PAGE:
The Indecisions of 1789: Strategic Ambiguity and the Imaginary Unitary Executive (Part I)
59 Pages Posted: 22 Jun 2020 Last revised: 2 Nov 2020
Date Written: May 8, 2020
The Roberts Court and supporters of the unitary executive rely on “the Decision of 1789” to establish an originalist basis for presidential removal power at will. However, the first Congress’s legislative debates and a senator’s diary (missed by legal scholars) suggest strategic ambiguity and retreat on the constitutional questions, and the Treasury Act contradicted the unitary model. Here are six overlooked moments from 1789 that dispel unitary assumptions:
Part I (here):
1) The “decision” was actually strategic ambiguity that avoided any clear grant of power to the president and any constitutional interpretation, even though explanatory clauses were common in other acts by the first Congress. James Madison and the “presidentialist” bloc switched from an explicit grant of power to an ambiguous contingency clause because they lacked the votes in House and faced resistance in the Senate. The debates and votes suggest that only one third of the House supported Madison’s theory.
2) A senator’s diary shows that a Senate majority initially opposed the bill. Critics emphasized the bill’s confusion and its “illy concealed… design,” but proponents implied the clause had no “design” against the Senate’s power. The diary suggests that the bill’s supporters followed through on a strategy of ambiguity, confusion, and retreat, instead of clarifying the text.
1) Justices have asserted that the first Congress decided officers served “at will,” but very few members of Congress spoke in favor of presidential removal at pleasure in 1789. Members discussed justiciability of for-cause removals in the English writ tradition, suggesting an oversight role for Congress and the courts. The debates over Treasury and the Judiciary indicate Congress did not think “at will” was the rule for removal.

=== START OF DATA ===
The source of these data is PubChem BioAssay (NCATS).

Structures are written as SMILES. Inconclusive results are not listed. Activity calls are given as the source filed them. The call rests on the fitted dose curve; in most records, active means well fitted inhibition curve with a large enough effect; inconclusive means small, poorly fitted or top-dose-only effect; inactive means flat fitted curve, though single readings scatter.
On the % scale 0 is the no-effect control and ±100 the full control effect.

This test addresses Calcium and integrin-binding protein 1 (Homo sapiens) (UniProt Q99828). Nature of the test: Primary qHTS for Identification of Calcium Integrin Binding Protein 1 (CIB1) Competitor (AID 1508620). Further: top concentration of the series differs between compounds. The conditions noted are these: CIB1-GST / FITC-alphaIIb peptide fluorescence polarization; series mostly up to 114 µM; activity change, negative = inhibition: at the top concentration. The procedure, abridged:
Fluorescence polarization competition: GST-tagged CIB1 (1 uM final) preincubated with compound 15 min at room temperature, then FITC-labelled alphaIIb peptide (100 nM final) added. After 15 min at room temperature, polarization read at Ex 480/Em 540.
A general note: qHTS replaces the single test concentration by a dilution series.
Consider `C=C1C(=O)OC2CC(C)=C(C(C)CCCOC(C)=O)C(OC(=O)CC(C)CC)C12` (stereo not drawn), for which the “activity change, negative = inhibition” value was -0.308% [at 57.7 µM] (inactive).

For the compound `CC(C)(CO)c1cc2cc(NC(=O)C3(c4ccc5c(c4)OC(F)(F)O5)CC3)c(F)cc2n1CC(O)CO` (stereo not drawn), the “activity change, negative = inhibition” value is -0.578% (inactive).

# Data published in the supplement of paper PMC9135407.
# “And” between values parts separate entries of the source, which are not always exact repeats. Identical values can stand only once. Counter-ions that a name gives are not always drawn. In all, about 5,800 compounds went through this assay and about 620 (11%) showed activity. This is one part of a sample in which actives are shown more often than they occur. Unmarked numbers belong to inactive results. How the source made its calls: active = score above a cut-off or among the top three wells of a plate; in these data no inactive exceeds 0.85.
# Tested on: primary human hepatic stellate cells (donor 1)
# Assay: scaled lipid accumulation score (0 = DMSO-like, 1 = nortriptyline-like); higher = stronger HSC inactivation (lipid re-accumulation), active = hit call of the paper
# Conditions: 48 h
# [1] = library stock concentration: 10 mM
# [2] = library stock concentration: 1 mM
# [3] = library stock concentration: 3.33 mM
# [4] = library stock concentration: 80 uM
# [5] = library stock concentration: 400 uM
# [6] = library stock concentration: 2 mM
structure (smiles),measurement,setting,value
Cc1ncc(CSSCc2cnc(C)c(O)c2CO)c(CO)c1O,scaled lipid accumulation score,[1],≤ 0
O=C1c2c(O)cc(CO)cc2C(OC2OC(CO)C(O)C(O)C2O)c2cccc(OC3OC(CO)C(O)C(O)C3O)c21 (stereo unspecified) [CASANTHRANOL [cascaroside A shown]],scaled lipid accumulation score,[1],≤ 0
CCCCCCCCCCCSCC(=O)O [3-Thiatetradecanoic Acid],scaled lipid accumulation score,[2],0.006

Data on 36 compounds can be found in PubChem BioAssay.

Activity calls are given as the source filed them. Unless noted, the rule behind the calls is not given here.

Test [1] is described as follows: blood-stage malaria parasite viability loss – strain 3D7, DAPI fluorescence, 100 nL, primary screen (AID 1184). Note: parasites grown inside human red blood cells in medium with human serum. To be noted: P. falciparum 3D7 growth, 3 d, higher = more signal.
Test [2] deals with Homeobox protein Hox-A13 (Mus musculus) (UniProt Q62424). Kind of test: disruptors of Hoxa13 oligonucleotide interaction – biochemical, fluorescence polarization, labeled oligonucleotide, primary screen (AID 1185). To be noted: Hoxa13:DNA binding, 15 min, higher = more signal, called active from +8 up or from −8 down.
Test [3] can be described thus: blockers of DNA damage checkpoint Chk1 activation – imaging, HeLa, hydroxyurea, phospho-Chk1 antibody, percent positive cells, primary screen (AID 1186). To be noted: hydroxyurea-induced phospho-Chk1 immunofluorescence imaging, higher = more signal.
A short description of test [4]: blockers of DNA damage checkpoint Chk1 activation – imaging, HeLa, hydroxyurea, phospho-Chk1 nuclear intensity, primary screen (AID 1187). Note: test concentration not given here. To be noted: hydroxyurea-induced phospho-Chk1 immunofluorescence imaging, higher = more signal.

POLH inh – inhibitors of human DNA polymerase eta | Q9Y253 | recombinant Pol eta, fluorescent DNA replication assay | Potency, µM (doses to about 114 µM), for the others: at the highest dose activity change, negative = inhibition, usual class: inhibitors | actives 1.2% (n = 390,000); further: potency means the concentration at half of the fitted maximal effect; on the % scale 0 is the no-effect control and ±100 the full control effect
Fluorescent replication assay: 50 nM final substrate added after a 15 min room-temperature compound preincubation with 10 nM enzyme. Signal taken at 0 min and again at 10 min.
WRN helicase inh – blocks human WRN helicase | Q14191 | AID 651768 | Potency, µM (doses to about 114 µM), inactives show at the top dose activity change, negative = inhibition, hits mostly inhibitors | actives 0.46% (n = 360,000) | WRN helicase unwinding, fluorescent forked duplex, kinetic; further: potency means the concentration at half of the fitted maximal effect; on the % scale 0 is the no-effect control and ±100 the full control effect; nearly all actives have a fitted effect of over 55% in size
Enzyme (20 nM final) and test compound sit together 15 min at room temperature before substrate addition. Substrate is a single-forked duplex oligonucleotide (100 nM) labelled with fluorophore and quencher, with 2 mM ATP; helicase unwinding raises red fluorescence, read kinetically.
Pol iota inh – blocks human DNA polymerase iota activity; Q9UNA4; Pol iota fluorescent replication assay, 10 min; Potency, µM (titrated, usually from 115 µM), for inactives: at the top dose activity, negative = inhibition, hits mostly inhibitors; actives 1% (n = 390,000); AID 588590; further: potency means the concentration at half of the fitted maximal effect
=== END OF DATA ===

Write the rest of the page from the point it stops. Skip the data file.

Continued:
2) A tale of two Roberts: two scandalous finance ministers, one English, one American during the Revolution, as context for independent checks on executive power.
3) In the Treasury debate, Madison proposed that the Comptroller, similar to a judge, should have tenure during good behavior, a point misunderstood by many modern judges.
4) The Treasury Act’s anti-corruption clause established removal by the judiciary, empowering relatively independent prosecutors and judges to check presidential power. Congress frequently enabled removal by judges and juries, without necessarily connecting removal to imprisonment or criminal penalty, over the next 50 years. Because unitary theory explicitly states that removal power is “exclusively” or “solely” presidential, the first Congress rejected the unitary theory by delegating removal power to judges and juries (arguably without relying on federal prosecutors at all given the institutional arrangements of the eighteenth century).
A majority of the first Congress opposed the powers cited by unitary theorists (the constitutional basis for presidential removal power, offices held “during pleasure”). On whether the president had exclusive removal power, the first Congress decisively answered no. In Seila Law v. CFPB, Chief Justice Roberts misunderstood and misused the decisions in the first Congress, and should correct these errors in Collins v. Mnuchin in 2021.
Keywords: Administrative Law, Constitutional Law, Legal History, Unitary Executive, Founding Era, Removal Power
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